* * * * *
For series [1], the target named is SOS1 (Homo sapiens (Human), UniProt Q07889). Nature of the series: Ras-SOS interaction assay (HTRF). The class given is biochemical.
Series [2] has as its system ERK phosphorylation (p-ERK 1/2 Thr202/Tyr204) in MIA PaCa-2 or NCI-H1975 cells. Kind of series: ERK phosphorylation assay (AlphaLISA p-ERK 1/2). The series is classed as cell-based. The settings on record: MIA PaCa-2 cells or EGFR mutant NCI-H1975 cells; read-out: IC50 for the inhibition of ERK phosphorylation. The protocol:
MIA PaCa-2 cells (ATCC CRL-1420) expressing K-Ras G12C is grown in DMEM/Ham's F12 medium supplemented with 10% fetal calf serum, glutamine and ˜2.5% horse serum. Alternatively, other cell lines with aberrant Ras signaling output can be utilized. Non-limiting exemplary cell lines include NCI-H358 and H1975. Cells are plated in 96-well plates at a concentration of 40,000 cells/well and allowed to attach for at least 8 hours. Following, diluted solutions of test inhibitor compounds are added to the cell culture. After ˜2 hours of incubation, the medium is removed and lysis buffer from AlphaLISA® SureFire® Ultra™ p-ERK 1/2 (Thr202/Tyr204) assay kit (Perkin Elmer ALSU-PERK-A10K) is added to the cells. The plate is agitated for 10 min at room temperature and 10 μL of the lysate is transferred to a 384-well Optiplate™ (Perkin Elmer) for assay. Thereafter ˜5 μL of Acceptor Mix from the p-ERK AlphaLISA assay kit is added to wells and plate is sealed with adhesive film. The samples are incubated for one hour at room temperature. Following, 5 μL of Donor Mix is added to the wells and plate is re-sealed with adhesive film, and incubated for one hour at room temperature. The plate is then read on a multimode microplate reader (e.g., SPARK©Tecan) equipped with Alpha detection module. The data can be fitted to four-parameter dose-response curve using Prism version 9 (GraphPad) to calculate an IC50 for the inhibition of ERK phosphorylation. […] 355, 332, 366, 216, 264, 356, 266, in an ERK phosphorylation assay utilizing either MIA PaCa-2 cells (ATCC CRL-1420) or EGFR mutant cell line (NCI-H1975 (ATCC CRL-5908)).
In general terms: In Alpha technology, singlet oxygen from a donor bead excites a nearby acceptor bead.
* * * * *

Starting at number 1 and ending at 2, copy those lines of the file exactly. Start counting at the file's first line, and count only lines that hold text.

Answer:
For series [1], the target named is SOS1 (Homo sapiens (Human), UniProt Q07889). Nature of the series: Ras-SOS interaction assay (HTRF). The class given is biochemical.
Series [2] has as its system ERK phosphorylation (p-ERK 1/2 Thr202/Tyr204) in MIA PaCa-2 or NCI-H1975 cells. Kind of series: ERK phosphorylation assay (AlphaLISA p-ERK 1/2). The series is classed as cell-based. The settings on record: MIA PaCa-2 cells or EGFR mutant NCI-H1975 cells; read-out: IC50 for the inhibition of ERK phosphorylation. The protocol: